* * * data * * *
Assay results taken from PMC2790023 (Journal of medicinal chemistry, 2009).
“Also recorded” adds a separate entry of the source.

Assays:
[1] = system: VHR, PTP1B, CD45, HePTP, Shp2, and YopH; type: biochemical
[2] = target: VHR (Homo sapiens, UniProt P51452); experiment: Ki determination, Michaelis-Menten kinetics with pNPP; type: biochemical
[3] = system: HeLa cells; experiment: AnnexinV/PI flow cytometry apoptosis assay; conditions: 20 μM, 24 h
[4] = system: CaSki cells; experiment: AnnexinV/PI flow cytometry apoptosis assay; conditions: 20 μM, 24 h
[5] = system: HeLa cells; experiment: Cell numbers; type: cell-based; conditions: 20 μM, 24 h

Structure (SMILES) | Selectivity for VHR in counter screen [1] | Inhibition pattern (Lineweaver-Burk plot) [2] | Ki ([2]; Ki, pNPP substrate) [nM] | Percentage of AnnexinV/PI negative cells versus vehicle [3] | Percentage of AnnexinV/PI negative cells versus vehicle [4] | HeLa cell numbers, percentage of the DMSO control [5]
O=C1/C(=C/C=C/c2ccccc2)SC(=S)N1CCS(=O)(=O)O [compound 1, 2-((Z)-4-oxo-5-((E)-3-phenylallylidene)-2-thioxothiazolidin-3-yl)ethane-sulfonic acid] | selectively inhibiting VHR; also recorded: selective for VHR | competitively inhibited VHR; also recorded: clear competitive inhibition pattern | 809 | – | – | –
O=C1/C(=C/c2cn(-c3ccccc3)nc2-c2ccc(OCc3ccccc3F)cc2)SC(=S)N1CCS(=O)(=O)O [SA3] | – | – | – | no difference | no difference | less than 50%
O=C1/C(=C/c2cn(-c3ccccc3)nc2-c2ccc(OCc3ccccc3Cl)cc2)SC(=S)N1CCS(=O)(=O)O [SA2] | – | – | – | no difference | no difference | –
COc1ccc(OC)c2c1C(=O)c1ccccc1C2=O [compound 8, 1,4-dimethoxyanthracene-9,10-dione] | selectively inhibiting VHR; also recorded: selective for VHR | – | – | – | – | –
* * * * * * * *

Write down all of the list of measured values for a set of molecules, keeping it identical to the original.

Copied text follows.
Assay results taken from PMC2790023 (Journal of medicinal chemistry, 2009).
“Also recorded” adds a separate entry of the source.

Assays:
[1] = system: VHR, PTP1B, CD45, HePTP, Shp2, and YopH; type: biochemical
[2] = target: VHR (Homo sapiens, UniProt P51452); experiment: Ki determination, Michaelis-Menten kinetics with pNPP; type: biochemical
[3] = system: HeLa cells; experiment: AnnexinV/PI flow cytometry apoptosis assay; conditions: 20 μM, 24 h
[4] = system: CaSki cells; experiment: AnnexinV/PI flow cytometry apoptosis assay; conditions: 20 μM, 24 h
[5] = system: HeLa cells; experiment: Cell numbers; type: cell-based; conditions: 20 μM, 24 h

Structure (SMILES) | Selectivity for VHR in counter screen [1] | Inhibition pattern (Lineweaver-Burk plot) [2] | Ki ([2]; Ki, pNPP substrate) [nM] | Percentage of AnnexinV/PI negative cells versus vehicle [3] | Percentage of AnnexinV/PI negative cells versus vehicle [4] | HeLa cell numbers, percentage of the DMSO control [5]
O=C1/C(=C/C=C/c2ccccc2)SC(=S)N1CCS(=O)(=O)O [compound 1, 2-((Z)-4-oxo-5-((E)-3-phenylallylidene)-2-thioxothiazolidin-3-yl)ethane-sulfonic acid] | selectively inhibiting VHR; also recorded: selective for VHR | competitively inhibited VHR; also recorded: clear competitive inhibition pattern | 809 | – | – | –
O=C1/C(=C/c2cn(-c3ccccc3)nc2-c2ccc(OCc3ccccc3F)cc2)SC(=S)N1CCS(=O)(=O)O [SA3] | – | – | – | no difference | no difference | less than 50%
O=C1/C(=C/c2cn(-c3ccccc3)nc2-c2ccc(OCc3ccccc3Cl)cc2)SC(=S)N1CCS(=O)(=O)O [SA2] | – | – | – | no difference | no difference | –
COc1ccc(OC)c2c1C(=O)c1ccccc1C2=O [compound 8, 1,4-dimethoxyanthracene-9,10-dione] | selectively inhibiting VHR; also recorded: selective for VHR | – | – | – | – | –